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Posted by Christopher Shea  July 23, 2008 01:40 PM

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Steampunk, a do-it-yourself design aesthetic whose touchstones include Victorian-era machinery and doodads, the novels of Jules Verne, and Terry Gilliam's film "Brazil," has proven irresistible to intellectual trend-spotters -- including writers and editors of the Ideas section.

Yesterday, however, on the influential website Design Observer, an L.A.-based designer and writer fired an impassioned broadside against steampunk and its chroniclers. First, argued Randy Nakamura, the author, steampunkers were guilty of bad history: They called for a return to an era of personal handicraft, yet the Victorian period, which they fetishize, represents "the ground zero of mass production, the cultural inflection point from the artisan to the manufactured" -- making it "a strange choice to say the least."

The "Whirlygig Emoto," a steampunk motor-scooter

Moreover, steampunk assertions about modern technology are simply false. Its advocates mock supposedly bland and interchangeable cellphones and computers while pining for a time when the function of an object was manifest in its design -- all those pipes, gears, and steam valves. Yet anyone with a creative eye, Nakamura suggested, can see how the function of, for example, a computer chip is reflected in the patterns of circuitry on its face.

It's the pretensions of rebellion, however, that really grates on the critic -- the idea that this is an important movement and not just a few hobbyists with bad taste. "In its essence," he wrote, "Steampunk seems suburban in its attitude: nostalgic for an imagined, non-existent past, politically quietist, and culturally insular" -- its products "carefully styled anachronisms that let in no chaos or ferment."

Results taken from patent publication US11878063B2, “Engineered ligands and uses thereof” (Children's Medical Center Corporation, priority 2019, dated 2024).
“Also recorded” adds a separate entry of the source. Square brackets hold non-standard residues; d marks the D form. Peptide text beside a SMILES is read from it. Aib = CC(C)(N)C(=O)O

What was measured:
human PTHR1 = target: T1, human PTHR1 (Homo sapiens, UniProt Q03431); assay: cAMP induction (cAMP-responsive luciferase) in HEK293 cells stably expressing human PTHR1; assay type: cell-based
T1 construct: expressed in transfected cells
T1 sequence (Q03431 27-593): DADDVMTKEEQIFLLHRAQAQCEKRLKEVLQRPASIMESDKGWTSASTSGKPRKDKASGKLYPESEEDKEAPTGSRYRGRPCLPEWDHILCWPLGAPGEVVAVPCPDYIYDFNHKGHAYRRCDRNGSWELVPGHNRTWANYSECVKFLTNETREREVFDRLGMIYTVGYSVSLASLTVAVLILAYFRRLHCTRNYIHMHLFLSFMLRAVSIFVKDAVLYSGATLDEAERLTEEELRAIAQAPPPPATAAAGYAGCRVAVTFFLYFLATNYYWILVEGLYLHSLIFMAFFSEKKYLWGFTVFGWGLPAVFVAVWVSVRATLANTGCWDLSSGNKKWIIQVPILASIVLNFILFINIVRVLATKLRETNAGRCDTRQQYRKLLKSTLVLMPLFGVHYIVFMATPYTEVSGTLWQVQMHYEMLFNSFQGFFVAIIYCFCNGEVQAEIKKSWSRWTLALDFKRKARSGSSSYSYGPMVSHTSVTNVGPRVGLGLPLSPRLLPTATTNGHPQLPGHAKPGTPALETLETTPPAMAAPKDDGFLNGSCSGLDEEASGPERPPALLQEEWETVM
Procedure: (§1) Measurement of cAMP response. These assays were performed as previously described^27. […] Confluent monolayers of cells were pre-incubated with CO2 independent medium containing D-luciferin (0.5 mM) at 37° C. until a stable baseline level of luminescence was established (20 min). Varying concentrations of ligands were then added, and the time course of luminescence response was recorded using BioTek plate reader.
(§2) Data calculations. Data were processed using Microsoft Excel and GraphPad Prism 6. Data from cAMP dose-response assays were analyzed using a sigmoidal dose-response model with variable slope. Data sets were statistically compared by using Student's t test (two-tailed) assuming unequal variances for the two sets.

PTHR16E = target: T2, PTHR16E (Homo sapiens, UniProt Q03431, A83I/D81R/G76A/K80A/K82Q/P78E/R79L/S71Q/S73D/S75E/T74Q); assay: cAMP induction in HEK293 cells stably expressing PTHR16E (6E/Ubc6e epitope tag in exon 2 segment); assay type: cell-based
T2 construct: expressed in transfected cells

The reaction* of the steampunk blogging community seems to be: Sure, there's some kitschy steampunk stuff out there, but relax: we mostly just enjoy making things ourselves -- and that's a dying art. And don't blame us if the press likes us.

(Speaking for myself -- a semi-representative of "the press and [its] mindless trend-trolling" -- you don't exactly see steampunk coverage crowding out discussion of the iPhone's design, or of the MacBook Air, or eclipsing discussions of new work by Gehry and Koolhaas.)

Steampunk laptop

*UPDATE: How could I have failed to note that the response I linked to is from Littleton resident "Jake von Slatt," who runs The Steampunk Workshop?

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About brainiac Brainiac is the daily blog of the Globe's Sunday Ideas section, covering news and delights from the worlds of art, science, literature, history, design, and more. You can follow us on Twitter @GlobeIdeas.
Brainiac blogger Kevin Hartnett is a writer in Columbia, South Carolina. He can be reached here.

Leon Neyfakh is the staff writer for Ideas. Amanda Katz is the deputy Ideas editor. Stephen Heuser is the Ideas editor.

Guest blogger Simon Waxman is Managing Editor of Boston Review and has written for WBUR, Alternet, McSweeney's, Jacobin, and others.

Guest blogger Elizabeth Manus is a writer living in New York City. She has been a book review editor at the Boston Phoenix, and a columnist for The New York Observer and Metro.

Guest blogger Sarah Laskow is a freelance writer and editor in New York City. She edits Smithsonian's SmartNews blog and has contributed to Salon, Good, The American Prospect, Bloomberg News, and other publications.

Guest blogger Joshua Glenn is a Boston-based writer, publisher, and freelance semiotician. He was the original Brainiac blogger, and is currently editor of the blog HiLobrow, publisher of a series of Radium Age science fiction novels, and co-author/co-editor of several books, including the story collection "Significant Objects" and the kids' field guide to life "Unbored."

Guest blogger Ruth Graham is a freelance journalist in New Hampshire, and a frequent Ideas contributor. She is a former features editor for the New York Sun, and has written for publications including Slate and the Wall Street Journal.

Joshua Rothman is a graduate student and Teaching Fellow in the Harvard English department, and an Instructor in Public Policy at the Harvard Kennedy School of Government. He teaches novels and political writing.


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